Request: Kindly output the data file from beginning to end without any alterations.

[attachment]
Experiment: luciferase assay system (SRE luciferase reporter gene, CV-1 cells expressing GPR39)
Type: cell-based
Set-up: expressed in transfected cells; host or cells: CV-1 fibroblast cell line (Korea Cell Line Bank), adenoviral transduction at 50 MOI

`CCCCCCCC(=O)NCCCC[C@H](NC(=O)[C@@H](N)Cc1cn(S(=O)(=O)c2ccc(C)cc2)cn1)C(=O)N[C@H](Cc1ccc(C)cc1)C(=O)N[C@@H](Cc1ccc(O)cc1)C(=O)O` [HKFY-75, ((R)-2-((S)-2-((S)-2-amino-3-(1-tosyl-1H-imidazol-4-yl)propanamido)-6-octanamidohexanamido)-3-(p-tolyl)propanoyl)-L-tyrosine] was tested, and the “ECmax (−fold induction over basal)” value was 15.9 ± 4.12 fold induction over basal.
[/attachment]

Experiment: luciferase assay system (SRE luciferase reporter gene, CV-1 cells expressing GPR39)
Type: cell-based
Set-up: expressed in transfected cells; host or cells: CV-1 fibroblast cell line (Korea Cell Line Bank), adenoviral transduction at 50 MOI

`CCCCCCCC(=O)NCCCC[C@H](NC(=O)[C@@H](N)Cc1cn(S(=O)(=O)c2ccc(C)cc2)cn1)C(=O)N[C@H](Cc1ccc(C)cc1)C(=O)N[C@@H](Cc1ccc(O)cc1)C(=O)O` [HKFY-75, ((R)-2-((S)-2-((S)-2-amino-3-(1-tosyl-1H-imidazol-4-yl)propanamido)-6-octanamidohexanamido)-3-(p-tolyl)propanoyl)-L-tyrosine] was tested, and the “ECmax (−fold induction over basal)” value was 15.9 ± 4.12 fold induction over basal.